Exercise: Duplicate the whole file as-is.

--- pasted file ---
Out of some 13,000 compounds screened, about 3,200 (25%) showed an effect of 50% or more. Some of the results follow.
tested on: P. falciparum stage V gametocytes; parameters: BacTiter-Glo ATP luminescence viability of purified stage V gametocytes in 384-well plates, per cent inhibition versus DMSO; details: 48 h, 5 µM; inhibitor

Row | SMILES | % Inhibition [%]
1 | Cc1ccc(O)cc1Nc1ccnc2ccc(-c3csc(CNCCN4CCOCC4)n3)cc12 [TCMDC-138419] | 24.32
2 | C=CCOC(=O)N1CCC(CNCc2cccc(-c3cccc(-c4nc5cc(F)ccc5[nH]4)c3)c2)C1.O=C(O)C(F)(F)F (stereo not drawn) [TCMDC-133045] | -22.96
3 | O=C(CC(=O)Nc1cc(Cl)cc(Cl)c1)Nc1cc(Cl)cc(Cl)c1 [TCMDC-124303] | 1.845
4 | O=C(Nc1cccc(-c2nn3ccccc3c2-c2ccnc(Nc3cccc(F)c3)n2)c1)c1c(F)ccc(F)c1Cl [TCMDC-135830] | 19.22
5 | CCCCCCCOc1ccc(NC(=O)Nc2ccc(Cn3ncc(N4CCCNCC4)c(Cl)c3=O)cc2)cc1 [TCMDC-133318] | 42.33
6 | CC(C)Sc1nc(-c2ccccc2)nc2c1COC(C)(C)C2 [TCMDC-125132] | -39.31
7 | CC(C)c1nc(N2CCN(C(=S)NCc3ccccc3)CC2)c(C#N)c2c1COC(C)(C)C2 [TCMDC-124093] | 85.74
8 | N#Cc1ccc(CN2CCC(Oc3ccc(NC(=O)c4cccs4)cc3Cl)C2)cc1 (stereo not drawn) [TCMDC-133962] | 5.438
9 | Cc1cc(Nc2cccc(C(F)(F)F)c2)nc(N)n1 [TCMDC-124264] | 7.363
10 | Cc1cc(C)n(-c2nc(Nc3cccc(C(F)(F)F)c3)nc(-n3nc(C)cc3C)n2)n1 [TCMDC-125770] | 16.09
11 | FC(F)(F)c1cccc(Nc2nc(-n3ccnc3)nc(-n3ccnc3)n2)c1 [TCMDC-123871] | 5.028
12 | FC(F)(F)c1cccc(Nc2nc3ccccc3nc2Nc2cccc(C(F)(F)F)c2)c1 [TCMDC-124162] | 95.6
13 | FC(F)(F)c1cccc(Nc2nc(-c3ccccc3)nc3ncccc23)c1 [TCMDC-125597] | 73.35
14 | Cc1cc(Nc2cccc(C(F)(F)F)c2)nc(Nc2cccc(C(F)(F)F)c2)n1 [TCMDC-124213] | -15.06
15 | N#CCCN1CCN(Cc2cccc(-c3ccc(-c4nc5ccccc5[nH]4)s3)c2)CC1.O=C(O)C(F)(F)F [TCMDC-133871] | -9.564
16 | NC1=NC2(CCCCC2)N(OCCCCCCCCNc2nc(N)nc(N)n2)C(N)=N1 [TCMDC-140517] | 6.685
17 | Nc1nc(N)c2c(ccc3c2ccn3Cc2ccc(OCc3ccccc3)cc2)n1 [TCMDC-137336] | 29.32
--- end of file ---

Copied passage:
Out of some 13,000 compounds screened, about 3,200 (25%) showed an effect of 50% or more. Some of the results follow.
tested on: P. falciparum stage V gametocytes; parameters: BacTiter-Glo ATP luminescence viability of purified stage V gametocytes in 384-well plates, per cent inhibition versus DMSO; details: 48 h, 5 µM; inhibitor

Row | SMILES | % Inhibition [%]
1 | Cc1ccc(O)cc1Nc1ccnc2ccc(-c3csc(CNCCN4CCOCC4)n3)cc12 [TCMDC-138419] | 24.32
2 | C=CCOC(=O)N1CCC(CNCc2cccc(-c3cccc(-c4nc5cc(F)ccc5[nH]4)c3)c2)C1.O=C(O)C(F)(F)F (stereo not drawn) [TCMDC-133045] | -22.96
3 | O=C(CC(=O)Nc1cc(Cl)cc(Cl)c1)Nc1cc(Cl)cc(Cl)c1 [TCMDC-124303] | 1.845
4 | O=C(Nc1cccc(-c2nn3ccccc3c2-c2ccnc(Nc3cccc(F)c3)n2)c1)c1c(F)ccc(F)c1Cl [TCMDC-135830] | 19.22
5 | CCCCCCCOc1ccc(NC(=O)Nc2ccc(Cn3ncc(N4CCCNCC4)c(Cl)c3=O)cc2)cc1 [TCMDC-133318] | 42.33
6 | CC(C)Sc1nc(-c2ccccc2)nc2c1COC(C)(C)C2 [TCMDC-125132] | -39.31
7 | CC(C)c1nc(N2CCN(C(=S)NCc3ccccc3)CC2)c(C#N)c2c1COC(C)(C)C2 [TCMDC-124093] | 85.74
8 | N#Cc1ccc(CN2CCC(Oc3ccc(NC(=O)c4cccs4)cc3Cl)C2)cc1 (stereo not drawn) [TCMDC-133962] | 5.438
9 | Cc1cc(Nc2cccc(C(F)(F)F)c2)nc(N)n1 [TCMDC-124264] | 7.363
10 | Cc1cc(C)n(-c2nc(Nc3cccc(C(F)(F)F)c3)nc(-n3nc(C)cc3C)n2)n1 [TCMDC-125770] | 16.09
11 | FC(F)(F)c1cccc(Nc2nc(-n3ccnc3)nc(-n3ccnc3)n2)c1 [TCMDC-123871] | 5.028
12 | FC(F)(F)c1cccc(Nc2nc3ccccc3nc2Nc2cccc(C(F)(F)F)c2)c1 [TCMDC-124162] | 95.6
13 | FC(F)(F)c1cccc(Nc2nc(-c3ccccc3)nc3ncccc23)c1 [TCMDC-125597] | 73.35
14 | Cc1cc(Nc2cccc(C(F)(F)F)c2)nc(Nc2cccc(C(F)(F)F)c2)n1 [TCMDC-124213] | -15.06
15 | N#CCCN1CCN(Cc2cccc(-c3ccc(-c4nc5ccccc5[nH]4)s3)c2)CC1.O=C(O)C(F)(F)F [TCMDC-133871] | -9.564
16 | NC1=NC2(CCCCC2)N(OCCCCCCCCNc2nc(N)nc(N)n2)C(N)=N1 [TCMDC-140517] | 6.685
17 | Nc1nc(N)c2c(ccc3c2ccn3Cc2ccc(OCc3ccccc3)cc2)n1 [TCMDC-137336] | 29.32